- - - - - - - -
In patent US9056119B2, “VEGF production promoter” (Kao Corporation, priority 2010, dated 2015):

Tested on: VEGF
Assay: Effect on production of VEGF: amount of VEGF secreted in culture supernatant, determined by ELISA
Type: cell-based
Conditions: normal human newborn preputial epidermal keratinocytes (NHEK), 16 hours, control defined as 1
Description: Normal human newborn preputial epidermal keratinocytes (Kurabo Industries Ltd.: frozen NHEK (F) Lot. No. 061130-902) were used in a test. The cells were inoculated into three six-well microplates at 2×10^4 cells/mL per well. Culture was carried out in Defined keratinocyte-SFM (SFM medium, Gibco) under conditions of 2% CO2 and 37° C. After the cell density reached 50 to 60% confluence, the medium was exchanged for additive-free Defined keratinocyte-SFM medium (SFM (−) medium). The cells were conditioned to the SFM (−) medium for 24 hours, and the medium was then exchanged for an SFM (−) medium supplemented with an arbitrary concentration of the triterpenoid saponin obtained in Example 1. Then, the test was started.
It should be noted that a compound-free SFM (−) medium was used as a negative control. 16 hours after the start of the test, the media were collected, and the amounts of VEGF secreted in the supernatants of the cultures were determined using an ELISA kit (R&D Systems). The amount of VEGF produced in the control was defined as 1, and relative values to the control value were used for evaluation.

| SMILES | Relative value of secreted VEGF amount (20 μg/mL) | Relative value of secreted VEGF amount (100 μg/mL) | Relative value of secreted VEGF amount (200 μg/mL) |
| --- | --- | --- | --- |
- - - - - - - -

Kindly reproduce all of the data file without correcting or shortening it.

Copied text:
In patent US9056119B2, “VEGF production promoter” (Kao Corporation, priority 2010, dated 2015):

Tested on: VEGF
Assay: Effect on production of VEGF: amount of VEGF secreted in culture supernatant, determined by ELISA
Type: cell-based
Conditions: normal human newborn preputial epidermal keratinocytes (NHEK), 16 hours, control defined as 1
Description: Normal human newborn preputial epidermal keratinocytes (Kurabo Industries Ltd.: frozen NHEK (F) Lot. No. 061130-902) were used in a test. The cells were inoculated into three six-well microplates at 2×10^4 cells/mL per well. Culture was carried out in Defined keratinocyte-SFM (SFM medium, Gibco) under conditions of 2% CO2 and 37° C. After the cell density reached 50 to 60% confluence, the medium was exchanged for additive-free Defined keratinocyte-SFM medium (SFM (−) medium). The cells were conditioned to the SFM (−) medium for 24 hours, and the medium was then exchanged for an SFM (−) medium supplemented with an arbitrary concentration of the triterpenoid saponin obtained in Example 1. Then, the test was started.
It should be noted that a compound-free SFM (−) medium was used as a negative control. 16 hours after the start of the test, the media were collected, and the amounts of VEGF secreted in the supernatants of the cultures were determined using an ELISA kit (R&D Systems). The amount of VEGF produced in the control was defined as 1, and relative values to the control value were used for evaluation.

| SMILES | Relative value of secreted VEGF amount (20 μg/mL) | Relative value of secreted VEGF amount (100 μg/mL) | Relative value of secreted VEGF amount (200 μg/mL) |
| --- | --- | --- | --- |